This is not an unreasonable request, Tumblr has code changes all the time. Yet nothing seems to have changed in terms of tightening up protection for creators of original content. Worse still, when creators have reported offences, their request for corrective action has been ignored. Are the creators not central to what Tumblr is all about? What would Tumblr be without original content? It would just be recycled content from other internet sites.

An ex-Photographer on Tumblr drew my attention to the slogan Tumblr used to have: “Follow The World’s Creators

Now the slogan is: “Follow the blogs you’ve been hearing about. Share the things you love.

This too de-emphasises the creators - a point not lost on anyone in our creative community. It makes me uneasy, especially with so little being done to protect the very creators who fuel Tumblr.

David Karp, Yahoo, Tumblr - please give us solutions.

Tumblr is big enough, it’s smart enough, with probably some of the best resources at it’s disposal. Making a few small changes would give many creators here more security and peace of mind. More importantly (for your bottom line), it would stem the tide of creators moving on to competing platforms.

This is what we are asking for:

1.       If we are a creator, an original content blogger, and we report a violation of our work to you - whether it is an alteration to the original post, or outright theft - please act on it. Do not ignore us. Please do something. When you do nothing, you are effectively letting the offender know it is perfectly okay to alter others’ original content, while at the same time - perhaps more importantly - you are fostering discontent and anger within the large and active creator community. We need a change in attitude from you, together with how you manage this. If you need suggestions from us on how we think you should manage this, we will gladly provide. So long as the creator is put back into the position they were in, prior to the offensive reblog/post.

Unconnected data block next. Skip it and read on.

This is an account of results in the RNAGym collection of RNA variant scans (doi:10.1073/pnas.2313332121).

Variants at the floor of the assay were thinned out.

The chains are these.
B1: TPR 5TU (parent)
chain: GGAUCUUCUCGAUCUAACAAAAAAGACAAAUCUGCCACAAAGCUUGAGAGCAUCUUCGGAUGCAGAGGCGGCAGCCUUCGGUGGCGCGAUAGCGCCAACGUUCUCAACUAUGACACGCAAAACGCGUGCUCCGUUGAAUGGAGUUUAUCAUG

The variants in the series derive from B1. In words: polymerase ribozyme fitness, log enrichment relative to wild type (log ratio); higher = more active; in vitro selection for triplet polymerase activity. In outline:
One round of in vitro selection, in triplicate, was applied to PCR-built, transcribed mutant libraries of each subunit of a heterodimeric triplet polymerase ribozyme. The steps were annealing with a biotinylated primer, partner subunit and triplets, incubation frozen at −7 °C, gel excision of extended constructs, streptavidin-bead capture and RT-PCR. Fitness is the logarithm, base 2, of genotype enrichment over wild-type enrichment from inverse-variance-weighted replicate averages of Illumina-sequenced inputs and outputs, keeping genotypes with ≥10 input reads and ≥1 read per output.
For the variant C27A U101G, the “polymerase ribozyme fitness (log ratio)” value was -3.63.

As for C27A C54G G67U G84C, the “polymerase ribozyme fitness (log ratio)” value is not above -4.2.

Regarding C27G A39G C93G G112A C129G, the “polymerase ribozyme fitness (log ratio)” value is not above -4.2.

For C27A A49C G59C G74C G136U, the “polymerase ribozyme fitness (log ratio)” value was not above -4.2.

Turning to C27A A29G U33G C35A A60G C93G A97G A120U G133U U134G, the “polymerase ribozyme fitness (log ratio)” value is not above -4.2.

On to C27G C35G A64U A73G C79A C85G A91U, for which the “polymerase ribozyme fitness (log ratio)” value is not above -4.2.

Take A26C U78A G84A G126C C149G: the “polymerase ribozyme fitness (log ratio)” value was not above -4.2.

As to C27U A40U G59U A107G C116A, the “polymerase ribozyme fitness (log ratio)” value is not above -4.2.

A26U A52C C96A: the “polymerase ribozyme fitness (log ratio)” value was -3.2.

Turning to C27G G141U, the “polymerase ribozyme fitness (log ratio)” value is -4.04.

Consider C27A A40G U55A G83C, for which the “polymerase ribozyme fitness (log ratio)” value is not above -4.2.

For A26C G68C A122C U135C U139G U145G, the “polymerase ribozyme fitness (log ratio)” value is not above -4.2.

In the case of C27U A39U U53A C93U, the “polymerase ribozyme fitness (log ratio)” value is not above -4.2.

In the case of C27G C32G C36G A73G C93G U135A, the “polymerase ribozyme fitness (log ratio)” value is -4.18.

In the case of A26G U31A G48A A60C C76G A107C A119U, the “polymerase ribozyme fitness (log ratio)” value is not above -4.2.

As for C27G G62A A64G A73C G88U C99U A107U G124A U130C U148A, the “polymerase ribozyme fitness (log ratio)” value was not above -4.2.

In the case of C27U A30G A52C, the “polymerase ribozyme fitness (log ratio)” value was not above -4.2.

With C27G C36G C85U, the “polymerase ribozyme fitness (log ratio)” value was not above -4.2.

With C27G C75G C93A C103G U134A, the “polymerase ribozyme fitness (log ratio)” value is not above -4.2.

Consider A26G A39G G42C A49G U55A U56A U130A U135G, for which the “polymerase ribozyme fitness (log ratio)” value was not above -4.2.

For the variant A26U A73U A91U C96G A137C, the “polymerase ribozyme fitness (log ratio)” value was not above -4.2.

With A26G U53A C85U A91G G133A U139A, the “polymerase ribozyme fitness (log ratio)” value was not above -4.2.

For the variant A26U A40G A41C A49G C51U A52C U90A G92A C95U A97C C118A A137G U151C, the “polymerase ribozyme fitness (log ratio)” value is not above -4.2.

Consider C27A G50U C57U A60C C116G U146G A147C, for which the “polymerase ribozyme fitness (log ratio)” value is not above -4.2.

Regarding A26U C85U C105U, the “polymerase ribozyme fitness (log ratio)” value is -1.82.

2.       Make the necessary code changes we need to protect our original work. This should immediately minimise the instances of infringements and work effort required, as referred to in point 1 above.

3.       Allow the metadata of the copyright holder/owner of photos to be retained, along with the camera/speed/aperture/iso exif data.

David Karp, Yahoo, Tumblr - please, make this platform better. We know you can. 

The question is, will you?

(My thanks go to the ex-Photographer on Tumblr, Pete of tvoom, Fern of qbnscholar and Chas of cpleblow for advice, input and edits.) 

P.S. Some people have asked what prompted me to write this post. It came about because of a conversation I had with someone whom I respect, who has stopped using Tumblr. What sealed it, was them bringing to my attention the change of Tumblr’s slogan.

Tumblr’s David Karp Defends Net Neutrality: 
“…Imagine a world where the next kids getting started with their vision, with their big idea, are stuck having to think about negotiating or establishing relationships with these big gatekeepers — before they are able to think about doing anything ambitious on the Internet. That’s a really, really scary notion and one that we need to work very hard, and will be working very hard, to make sure it does not happen.”

— Tumblr CEO David Karp (david), advocating net neutrality at Wired BizCon on May 13, 2014 in New York City.

More about Tumblr and net neutrality.